Syros Pharmaceuticals Update: Still A Buy

Jan. 23, 2020 4:23 PM ETSyros Pharmaceuticals, Inc. (SYRS)1 Comment5 Likes
William Meyers profile picture
William Meyers
6.51K Followers

Summary

  • Syros Pharma has 2 clinical stage drugs under development.
  • New collaboration with Global Blood is a plus.
  • Mark Alles joining the board is intriguing.

Syros Pharmaceuticals (NASDAQ:SYRS) is a small cap, clinical stage pharmaceutical company. As such it carries all the risks and potentials to the category. Mainly, if its drugs fail to gain regulatory approval, it will turn out to be a bad investment. If one or more drugs gain regulatory approval, and that is followed by commercial success, then Syros could turn out to be an extraordinarily good investment.

I last wrote about Syros (Syros Pharmaceuticals Platform Undervalued After Dip) on April 9, 2019, when the stock had closed at $6.82. On January 21, 2020, as I write, the stock is down almost 9% for the day to $7.74, as it comes off a near-term peak of $9.41 that followed positive news to be discussed below. I wish the 21.6% increase between April 9 and January 21 could be attributed to investors agreeing with my earlier article's thesis that Syros was undervalued. But a look at the charts shows it is almost certainly just volatility. The 52-week low is now $4.45, the high $11.93, so we are back to midrange. High volatility is not unusual behavior for a pharma company that may or may not ever generate commercial revenue and that is thinly traded. As I write the market cap is $329 million, but it could be considerably up or down by the time you read this.

Nevertheless, long-term investors like myself do try to predict the long-term future, or at least the odds of success. This article is mainly to provide an update, but the thesis is the same: Syros is undervalued.

ChartData by YCharts

Collaboration with Global Blood

On December 18 Syros and Global Blood Therapeutics (GBT) announced a collaboration agreement. Syros will use its gene expression platform (discussed in more detail below) to discover potential therapies for sickle cell disease and beta thalassemia. Global Blood will receive a global option to develop and commercialize the therapies. Syros will receive $20 million cash upfront and three years of preclinical research funding, plus potential milestone payments. In addition, if the drugs ever generate commercial sales, Syros would get a mid to high single digit royalties.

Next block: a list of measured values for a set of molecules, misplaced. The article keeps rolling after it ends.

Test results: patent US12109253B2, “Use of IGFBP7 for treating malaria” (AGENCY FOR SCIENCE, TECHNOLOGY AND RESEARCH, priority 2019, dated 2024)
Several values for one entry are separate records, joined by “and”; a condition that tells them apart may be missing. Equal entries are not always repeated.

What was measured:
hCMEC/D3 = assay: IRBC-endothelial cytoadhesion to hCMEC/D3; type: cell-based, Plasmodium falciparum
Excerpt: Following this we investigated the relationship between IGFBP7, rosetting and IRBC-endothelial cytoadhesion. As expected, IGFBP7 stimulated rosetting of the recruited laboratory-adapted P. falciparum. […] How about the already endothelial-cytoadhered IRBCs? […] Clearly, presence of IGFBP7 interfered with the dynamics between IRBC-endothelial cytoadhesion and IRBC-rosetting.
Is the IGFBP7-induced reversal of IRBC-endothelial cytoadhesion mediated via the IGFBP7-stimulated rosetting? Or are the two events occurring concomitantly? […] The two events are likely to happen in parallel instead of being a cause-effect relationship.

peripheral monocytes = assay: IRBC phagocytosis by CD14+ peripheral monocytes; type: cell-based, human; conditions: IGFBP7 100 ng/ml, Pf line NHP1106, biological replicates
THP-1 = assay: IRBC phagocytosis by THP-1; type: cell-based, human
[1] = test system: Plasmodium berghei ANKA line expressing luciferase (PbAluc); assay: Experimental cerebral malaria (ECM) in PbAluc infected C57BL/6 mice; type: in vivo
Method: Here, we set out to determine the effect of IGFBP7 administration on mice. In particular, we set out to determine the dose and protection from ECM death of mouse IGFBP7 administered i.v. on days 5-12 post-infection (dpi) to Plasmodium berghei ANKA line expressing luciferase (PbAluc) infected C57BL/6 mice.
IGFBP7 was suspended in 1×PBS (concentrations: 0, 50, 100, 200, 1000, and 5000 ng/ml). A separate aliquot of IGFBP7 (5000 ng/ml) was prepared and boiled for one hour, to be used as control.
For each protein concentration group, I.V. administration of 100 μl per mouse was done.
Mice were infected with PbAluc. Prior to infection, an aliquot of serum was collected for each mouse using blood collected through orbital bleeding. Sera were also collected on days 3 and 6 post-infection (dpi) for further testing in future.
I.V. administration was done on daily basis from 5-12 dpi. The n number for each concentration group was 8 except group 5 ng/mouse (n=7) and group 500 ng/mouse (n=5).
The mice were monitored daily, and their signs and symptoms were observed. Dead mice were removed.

Syros had already completed some investigatory work. Syros already identified components of LRF (leukemia/lymphoma-related factor) and the NuRD (nucleosome remodeling and histone deacetylation) complex that could switch on the gamma globin gene and induce the production of fetal hemoglobin. This could improve the health of the blood in sickle cell or beta thalassemia patients. For investors, the $20 million in cash is of immediate importance, as it extends the cash runway for the development of Syros's drugs currently in clinical trials. Any major payoff for investors from the collaboration would be something like 5 to 10 years away, and program success is speculative. Also note there are competing therapies, including Acceleron's (XLRN) Reblozyl (luspatercept), which was recently approved for beta thalassemia. For me it is an important vote of confidence in the platform concept by a company that has strong expertise in its therapeutic specialty.

Mark Alles joins the Syros board

Mark Alles was the CEO and Chair of the Board at Celgene, capping a long career in the pharmaceutical industry. On December 20, 2019 Syros announced he had joined the board. That is quite a catch for a small cap company. Mark also recently joined the board of Antengene, which is based in the U.S. and China and already has an approved drug on the market. While Mark's expertise will doubtless help Syros, it is unlikely that he would join the board unless the company has a good shot at regulatory approvals and commercial success. So more validation.

The Syros Platform

The Syros platform discovers ways to control gene expression. Only about 2% of human DNA codes for specific proteins. For decades most scientists regarded the other 98% of the DNA as garbage that had accumulated over the course of evolution. But at least some of this non-coding DNA has regulatory functions. For instance, each cell type, like muscle or skin, requires different protein sets to function. Regulatory DNA is part of a system that determines whether to turn genetic sequences on or off for specific cell types. The Syros platform analyzes regulatory regions of the DNA, identifies malfunctions, and allows drugs to be designed to correct defects. For more detail see the Syros Pharmaceuticals gene control page.

Lead Pipeline Candidate: SY-1425